A year or so later, his father employed by the US Navy as a civil engineer; moved the family down at San Diego, California. Ted attended high school and college there until he was drafted into the army. Soon after, he was stationed in Germany. During his two and half years stationed in the army; he somehow was able to buy a car, as only officers could. With that little VW, he toured Europe with friends whenever vacation time allowed, countries like Austria, Spain, Switzerland, Belgium, etc. After his discharged from the army, he shipped the little car back to the USA. He drove from New York to San Francisco in three days to visit his Auntie Betsy and Uncle Lau before he returned home in San Diego. The little car took him to school; took him to work, took him sky diving, took Krina out on a date; took Krina to his Chinatown JKD school where he taught Krina a few JKD moves; and later took his children to school.

The family lived on the second floor of a Chinatown apartment in Los Angeles. Bruce and Linda visited Ted every time they came back from Hong Kong. One time, Bruce came by himself and the two did a little work out on the balcony, the building shook. Next thing they knew, the neighbor knocked on the door and inquired what's happening. They laughed so hard. When Ted's children turned school age, Ted moved the family out of Chinatown. Herb Jackson helped Ted put up the steel structure in his back yard to hang punching bags. They worked out of ten in the 1970s and 1980s. He taught a student here and there, and a few of workshops.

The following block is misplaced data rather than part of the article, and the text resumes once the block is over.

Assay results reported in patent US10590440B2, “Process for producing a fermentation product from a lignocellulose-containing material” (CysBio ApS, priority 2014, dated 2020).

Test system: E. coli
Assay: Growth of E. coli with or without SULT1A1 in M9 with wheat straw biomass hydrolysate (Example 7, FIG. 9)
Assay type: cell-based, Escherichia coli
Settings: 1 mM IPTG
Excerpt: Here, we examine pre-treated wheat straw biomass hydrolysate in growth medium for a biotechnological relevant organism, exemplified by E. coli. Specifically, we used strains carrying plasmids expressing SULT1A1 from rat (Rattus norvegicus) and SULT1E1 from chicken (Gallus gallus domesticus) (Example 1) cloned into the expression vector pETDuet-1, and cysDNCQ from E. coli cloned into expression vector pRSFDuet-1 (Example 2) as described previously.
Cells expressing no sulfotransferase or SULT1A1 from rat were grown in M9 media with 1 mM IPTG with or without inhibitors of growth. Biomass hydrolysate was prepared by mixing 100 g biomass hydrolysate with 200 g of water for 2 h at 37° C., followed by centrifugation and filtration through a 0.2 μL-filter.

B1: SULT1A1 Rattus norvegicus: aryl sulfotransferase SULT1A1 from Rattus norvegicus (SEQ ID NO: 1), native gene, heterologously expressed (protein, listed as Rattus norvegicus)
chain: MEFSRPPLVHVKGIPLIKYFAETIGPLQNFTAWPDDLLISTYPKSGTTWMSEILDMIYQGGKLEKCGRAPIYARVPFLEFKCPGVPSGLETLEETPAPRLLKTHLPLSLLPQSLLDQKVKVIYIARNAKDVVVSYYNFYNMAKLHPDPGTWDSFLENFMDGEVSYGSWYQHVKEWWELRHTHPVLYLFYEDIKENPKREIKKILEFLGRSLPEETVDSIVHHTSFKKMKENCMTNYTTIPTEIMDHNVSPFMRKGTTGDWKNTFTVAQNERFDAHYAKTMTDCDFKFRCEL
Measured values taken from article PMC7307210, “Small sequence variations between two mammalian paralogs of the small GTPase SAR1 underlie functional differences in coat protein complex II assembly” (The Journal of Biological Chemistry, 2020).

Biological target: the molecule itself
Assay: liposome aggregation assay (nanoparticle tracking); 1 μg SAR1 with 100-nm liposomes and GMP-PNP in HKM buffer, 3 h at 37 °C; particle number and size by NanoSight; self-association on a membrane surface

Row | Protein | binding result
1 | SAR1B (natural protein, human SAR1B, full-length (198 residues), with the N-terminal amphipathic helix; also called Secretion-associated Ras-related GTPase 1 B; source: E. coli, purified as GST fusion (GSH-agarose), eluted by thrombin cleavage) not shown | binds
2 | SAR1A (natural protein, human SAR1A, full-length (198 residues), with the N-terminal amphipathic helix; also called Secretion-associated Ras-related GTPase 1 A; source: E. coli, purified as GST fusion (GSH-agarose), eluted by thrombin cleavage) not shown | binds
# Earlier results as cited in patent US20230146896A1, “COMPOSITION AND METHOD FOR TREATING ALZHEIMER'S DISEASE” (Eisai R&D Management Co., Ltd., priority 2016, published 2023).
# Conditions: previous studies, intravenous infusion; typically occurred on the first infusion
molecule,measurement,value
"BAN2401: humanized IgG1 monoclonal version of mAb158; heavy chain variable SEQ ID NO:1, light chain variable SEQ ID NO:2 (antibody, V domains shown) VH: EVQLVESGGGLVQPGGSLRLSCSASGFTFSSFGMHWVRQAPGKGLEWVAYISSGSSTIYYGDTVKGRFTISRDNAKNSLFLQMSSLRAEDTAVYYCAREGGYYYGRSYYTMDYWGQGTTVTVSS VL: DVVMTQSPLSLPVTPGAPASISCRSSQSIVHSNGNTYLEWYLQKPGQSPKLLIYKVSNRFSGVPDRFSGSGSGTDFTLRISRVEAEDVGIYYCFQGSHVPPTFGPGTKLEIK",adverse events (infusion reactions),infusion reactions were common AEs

When you think life is going the way you wanted, it throws you a curve ball. During that period, Ted's work place had sold, merged and then closed down. He had a choice of moving with the company to another state or retired. Ted chose retirement. He began to teach Martial Arts-JKD. Ted was a kind and generous soul. Since his retirement, he had more time to teach JKD. His fees were barely enough to cover his traveling expenses. A humble, generous, and honest man; some may say to the point of being taken advantage of. One funny story: this guy gave him a check after the workshop. He tried to cash it the next day, the check bounced. He tried again the next week, insufficient funds. The next week again, insufficient funds ... The fifth week, he cashed the check. He was so happy, as soon as he got home and yelled out, "I got it!"

Sometimes, private lessons, turned into free lessons because the person said, 'I am poor'. It wasn't about the money, he was happy to teach. People wanted to learn JKD and Ted had the love for teaching it. He saw the JKD teaching out there was wrong. He saw the meaning was being lost if he's not correcting it. His passion for the art later turned into his mission. He traveled all over the world to teach JKD as his teacher, Bruce Lee, had taught him. Ted wanted to show the younger generation the right way of doing JKD. Jeet Kune Do enriched his life. His mission was for the preservation of the art. It enabled him traveled al! over the globe to share his knowledge and experiences and to teach JKD the right way.

He was happy to see some of his students catch on, not only the fighting techniques, but also other aspects of the JKD teaching like: developing good moral standard, ethical conducts, honest, integrity, and respect for ethers. Thank you for supporting him through the years, on which, make it possible for him to perpetuate Jeet Kune Do as he had learned from his SiFu Bruce Lee. Let his teachings continue to flourish onto the future. His spirit lives on.


Ted Wong 1937 - 2010